CETA and Public Postal Service

The Canada-E.U. Comprehensive Economic and Trade Agreement negotiations are based on commitments to place corporate rights before social and economic justice, democratic control, and ecological sustainability. Negotiations are progressing quickly and with little public scrutiny until now.

The European Union (E.U.) wants outbound international letters deregulated, according to confidential E.U. documents. In the interim, it wants our federal government to protect European mailers who are illegally handling international mail in Canada.

The draft text of the Canada-E.U. agreement indicates that Canada may have agreed to deregulate international letters and more.

Draft text raises major concerns

The postal and courier section of the draft agreement sets up a system to facilitate competition for all postal and courier services liberalized under the agreement.

There is a requirement for an independent regulatory body and licenses for service suppliers that fall within the scope of providing “universal service”.

It is not yet clear what the agreement liberalizes. Much will depend on what the federal government agrees to exempt or commit.

The agreement could deregulate international letters. It could also dramatically reduce Canada Post’s exclusive privilege and revenue stream by deregulating addressed ad mail letters.

To date, the federal government has not responded to concerns. Details at http://www.cupw.ca/1/2/1/5/2/index1.shtml

Significance of lettermail

Canada Post has an exclusive privilege to handle letters so that it is able to generate enough money to provide affordable postal service to everyone, no matter where they live in our huge country.

The corporation’s lettermail volumes declined for the first time in 2008. It clearly needs international letters and other letters as a source of revenue to maintain and improve universal public postal service.

Government’s position on deregulation

The federal government has repeatedly attempted to pass legislation deregulating outbound international letters. One Bill (C-14) died when the 2008 election was called. Another (C-44) died when Parliament was prorogued in 2009. The government is currently attempting to ram deregulation of international letters through Parliament as part of an omnibus budget Bill (C-9) which covers “others measures”.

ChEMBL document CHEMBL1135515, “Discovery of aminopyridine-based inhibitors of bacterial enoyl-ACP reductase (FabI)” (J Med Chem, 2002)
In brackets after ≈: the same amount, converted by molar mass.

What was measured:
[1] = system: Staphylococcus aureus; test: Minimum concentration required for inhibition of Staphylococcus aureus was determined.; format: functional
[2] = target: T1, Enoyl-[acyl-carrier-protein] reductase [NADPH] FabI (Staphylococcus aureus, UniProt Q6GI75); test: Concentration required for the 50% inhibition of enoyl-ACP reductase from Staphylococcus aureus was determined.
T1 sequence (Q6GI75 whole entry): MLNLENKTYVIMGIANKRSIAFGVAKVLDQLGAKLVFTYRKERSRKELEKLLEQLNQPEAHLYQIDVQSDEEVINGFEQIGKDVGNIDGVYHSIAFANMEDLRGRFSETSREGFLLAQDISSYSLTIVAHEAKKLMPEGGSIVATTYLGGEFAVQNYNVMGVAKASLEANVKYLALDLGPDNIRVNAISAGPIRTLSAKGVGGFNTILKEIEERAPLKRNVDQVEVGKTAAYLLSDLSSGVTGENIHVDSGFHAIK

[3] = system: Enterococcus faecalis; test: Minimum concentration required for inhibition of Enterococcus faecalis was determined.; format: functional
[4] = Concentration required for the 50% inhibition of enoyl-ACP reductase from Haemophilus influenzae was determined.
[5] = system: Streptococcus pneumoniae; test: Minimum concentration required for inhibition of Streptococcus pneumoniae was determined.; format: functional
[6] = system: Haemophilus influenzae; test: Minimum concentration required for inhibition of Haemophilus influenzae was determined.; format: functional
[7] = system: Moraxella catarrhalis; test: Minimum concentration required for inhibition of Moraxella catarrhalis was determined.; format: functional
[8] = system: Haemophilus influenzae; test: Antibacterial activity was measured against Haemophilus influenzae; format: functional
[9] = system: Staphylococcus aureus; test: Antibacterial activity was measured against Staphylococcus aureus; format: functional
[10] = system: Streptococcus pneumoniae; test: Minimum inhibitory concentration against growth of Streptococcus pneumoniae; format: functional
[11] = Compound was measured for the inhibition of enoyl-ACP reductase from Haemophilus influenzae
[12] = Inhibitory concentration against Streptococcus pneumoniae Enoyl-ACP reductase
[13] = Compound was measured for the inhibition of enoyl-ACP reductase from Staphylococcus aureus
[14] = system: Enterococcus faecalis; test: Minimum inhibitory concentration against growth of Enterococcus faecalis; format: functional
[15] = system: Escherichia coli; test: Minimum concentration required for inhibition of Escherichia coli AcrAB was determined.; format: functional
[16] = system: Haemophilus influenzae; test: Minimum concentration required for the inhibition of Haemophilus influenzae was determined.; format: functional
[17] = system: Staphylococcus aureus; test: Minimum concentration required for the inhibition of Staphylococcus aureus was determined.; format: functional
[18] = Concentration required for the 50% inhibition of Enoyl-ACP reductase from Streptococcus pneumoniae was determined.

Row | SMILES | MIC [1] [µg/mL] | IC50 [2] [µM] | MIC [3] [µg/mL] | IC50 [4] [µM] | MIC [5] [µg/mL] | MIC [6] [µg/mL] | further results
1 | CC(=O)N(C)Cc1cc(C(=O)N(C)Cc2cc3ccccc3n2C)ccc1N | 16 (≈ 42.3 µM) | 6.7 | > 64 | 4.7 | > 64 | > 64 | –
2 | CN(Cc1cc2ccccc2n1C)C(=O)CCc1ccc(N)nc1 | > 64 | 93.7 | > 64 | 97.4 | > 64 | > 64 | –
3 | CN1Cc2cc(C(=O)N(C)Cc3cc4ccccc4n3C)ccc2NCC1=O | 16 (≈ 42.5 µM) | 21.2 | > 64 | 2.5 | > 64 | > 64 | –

The Conservatives also appear to be pursuing another strategy to deregulate international letters and perhaps other lettermail. It looks like they are attempting to get through the back door of Canada-E.U. treaty negotiations, what they have been unable to accomplish through democratic and Parliamentary processes.

Opposition to deregulation

There is widespread opposition to postal deregulation in Canada. The 2008 report of Canada Post Corporation Strategic Review (CPCSR) said, “there appears to be little public support for the privatization or deregulation of Canada Post.”

What should we do?

Call your municipal councillors, provincial politicians and your Member of Parliament. Find out if they are in favour of this deal. If so, ask them how it would affect your community. Ask how it would strengthen Canada’s social, economic and environmental policies.

Tell us about your conversations. Link to the website. Share the materials. Learn more at tradejustice.ca.

Get your organization to sign the Civil Society Declaration on the Canada-E.U. trade agreement and become a member of the Trade Justice Network. info@tradejustice.ca